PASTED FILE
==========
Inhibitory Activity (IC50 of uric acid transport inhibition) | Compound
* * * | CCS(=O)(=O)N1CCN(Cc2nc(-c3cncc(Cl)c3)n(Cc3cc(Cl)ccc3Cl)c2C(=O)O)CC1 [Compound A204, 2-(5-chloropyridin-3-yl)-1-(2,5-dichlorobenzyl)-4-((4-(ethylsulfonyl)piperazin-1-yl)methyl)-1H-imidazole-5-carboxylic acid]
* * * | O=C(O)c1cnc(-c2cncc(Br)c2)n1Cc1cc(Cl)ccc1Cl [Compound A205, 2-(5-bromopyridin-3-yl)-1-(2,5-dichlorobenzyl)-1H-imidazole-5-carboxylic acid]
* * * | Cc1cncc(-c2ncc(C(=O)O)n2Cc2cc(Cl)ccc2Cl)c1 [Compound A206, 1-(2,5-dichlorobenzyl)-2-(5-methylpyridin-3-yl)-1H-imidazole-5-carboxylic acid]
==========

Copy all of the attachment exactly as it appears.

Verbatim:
Inhibitory Activity (IC50 of uric acid transport inhibition) | Compound
* * * | CCS(=O)(=O)N1CCN(Cc2nc(-c3cncc(Cl)c3)n(Cc3cc(Cl)ccc3Cl)c2C(=O)O)CC1 [Compound A204, 2-(5-chloropyridin-3-yl)-1-(2,5-dichlorobenzyl)-4-((4-(ethylsulfonyl)piperazin-1-yl)methyl)-1H-imidazole-5-carboxylic acid]
* * * | O=C(O)c1cnc(-c2cncc(Br)c2)n1Cc1cc(Cl)ccc1Cl [Compound A205, 2-(5-bromopyridin-3-yl)-1-(2,5-dichlorobenzyl)-1H-imidazole-5-carboxylic acid]
* * * | Cc1cncc(-c2ncc(C(=O)O)n2Cc2cc(Cl)ccc2Cl)c1 [Compound A206, 1-(2,5-dichlorobenzyl)-2-(5-methylpyridin-3-yl)-1H-imidazole-5-carboxylic acid]